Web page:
NEWS
By Rafael Alvarez and Rafael Alvarez,Sun Staff Writer | March 5, 1995
An ancient, God-centered way of life is thriving in Baltimore beyond anyone's expectations. Or prayers.As old as Moses and as fresh as the kosher pizza sold on Reisterstown Road, Orthodox Judaism is booming here."
BUSINESS
By Sherrie Ruhl and Sherrie Ruhl,Sun Staff Writer | September 25, 1994
Upper Park Heights carries an unmistakable Jewish stamp: more than a dozen synagogues line Park Heights Avenue, and every Saturday hundreds of Orthodox Jewish walk to services.But at this time of year, the neighborhood's Jewish identity is magnified. On the Jewish New Year and on Yom Kippur, more people than usual attend synagogue. The streets around the synagogues are flooded with cars, and traffic jams form after services.And in the last two weeks, dozens of temporary buildings have sprung up around the neighborhood, each known as a Sukkah and used to celebrate the holiday of Sukkot, which began last week and concludes Tuesday.
NEWS
May 25, 1992
Today's 75th anniversary of the Talmudical Academy is a reminder of the significant role the Orthodox Jewish community plays in Baltimore. If anything, that role is getting more pronounced. Baltimore is said to have the largest percentage of Orthodox Jews of any American city and each year some 150 additional families move in, mostly from New York.Several reasons explain Baltimore's attraction for these religious families. Houses here are often relative bargains for large, young families.
NEWS
By Annie Linskey and Annie Linskey,annie.linskey@baltsun.com | November 6, 2008
Most city residents haven't noticed the thin lines added to telephone poles in North Baltimore, creating a nearly invisible perimeter around the Johns Hopkins University's Homewood campus and surrounding neighborhoods. But for the Orthodox Jews who live within those neighborhoods, the wires create a symbolic wall, or eruv, which allows them to carry loads on the Sabbath within its borders. "It is the type of thing that anyone who doesn't need it won't notice," said Rabbi Binyamin Marwick of the Orthodox Union.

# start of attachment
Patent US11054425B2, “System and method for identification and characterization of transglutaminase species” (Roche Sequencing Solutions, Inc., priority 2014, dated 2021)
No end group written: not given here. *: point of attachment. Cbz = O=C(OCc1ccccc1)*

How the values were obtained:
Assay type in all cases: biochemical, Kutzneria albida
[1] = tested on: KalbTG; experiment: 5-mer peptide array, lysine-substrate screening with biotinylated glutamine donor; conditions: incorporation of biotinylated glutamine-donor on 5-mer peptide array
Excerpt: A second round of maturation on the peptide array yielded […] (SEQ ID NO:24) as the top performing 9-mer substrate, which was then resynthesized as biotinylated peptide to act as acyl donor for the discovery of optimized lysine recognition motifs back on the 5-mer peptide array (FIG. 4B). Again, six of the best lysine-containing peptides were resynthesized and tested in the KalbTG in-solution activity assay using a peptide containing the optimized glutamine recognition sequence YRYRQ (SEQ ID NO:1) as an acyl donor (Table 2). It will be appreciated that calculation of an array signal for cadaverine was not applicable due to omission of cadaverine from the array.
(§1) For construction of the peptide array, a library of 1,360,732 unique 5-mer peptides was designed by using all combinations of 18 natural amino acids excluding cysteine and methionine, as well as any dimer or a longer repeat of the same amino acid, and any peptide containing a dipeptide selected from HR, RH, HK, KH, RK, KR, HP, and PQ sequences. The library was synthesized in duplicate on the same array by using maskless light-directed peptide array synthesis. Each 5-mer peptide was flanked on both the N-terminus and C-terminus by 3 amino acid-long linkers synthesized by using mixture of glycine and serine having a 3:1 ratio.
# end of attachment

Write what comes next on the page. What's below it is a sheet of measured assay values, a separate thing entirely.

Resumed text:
NEWS
By ROBERT A. ERLANDSON and ROBERT A. ERLANDSON,SUN STAFF | January 16, 1998
The hot line telephone started ringing just after noon yesterday as concerned Orthodox Jews checked that the Baltimore County eruv is intact so they can enjoy a relaxed Sabbath.Shmuel Siegel, 18, who spent more than two hours checking the boundaries, assured callers that all was well.Since last spring, the eruv, a symbolic enclosure, has bounded a large area of northwestern Baltimore County. Created to help attract more Orthodox Jews to the county, the eruv establishes a "private domain" in which Sabbath restrictions against "work" from sundown Friday until sundown Saturday are relaxed -- very slightly.
NEWS
By Michael Ollove and Michael Ollove,Sun Staff Writer | August 5, 1994
Because of Bert Miller, life has been far easier for thousands of Orthodox Jews in Northwest Baltimore for the last 13 years.It was Dr. Miller who in 1981 spearheaded the creation of the eruv, a special 16-square-mile area in which some of the strict religious rules governing Orthodox behavior on the Sabbath could be slightly relaxed. And it was Dr. Miller who labored strenuously through the years to maintain the boundaries of the eruv and to publish a directory of its residents.In light of that unquestioned record of service and effort, a grateful community never bothered to examine the internal operations of the eruv or to question Dr. Miller's decisions.
NEWS
By ANTERO PIETILA | January 28, 1995
"Coming soon,'' the sign says, ''17 luxury homes starting at $279,000."And this is Baltimore City?The real-estate market elsewhere in the city may be flat, but Bruce Scherr foresees no difficulty selling the houses he is about build near Bonnie View Country Club. The reason: the upscale homes are within walking distance of a dynamic Orthodox synagogue.''Fruppie houses,'' quips a neighbor, playing with the words ''yuppie'' and frum (observant).Major demographic shifts are taking place in Baltimore's Jewish community.
NEWS
By James Bock | September 8, 1991
The schools are strapped, the budget is busted and the crime rate is murder. Who could consider Baltimore a land of milk and honey?Orthodox Jews could -- and do.Take Jerry and Elka Rottman and their three children. Today at sundown, the Rottmans usher in a new Jewish year -- and a new stage in their lives -- in Northwest Baltimore.When they dip their Rosh Hashana challah in honey to welcome the year 5752, it will be in the spacious three-bedroom home in Upper Park Heights they moved into 10 days ago. They gladly left behind an overpriced $1,350-a-month rental in Queens, N.Y.The Rottmans are by no means alone.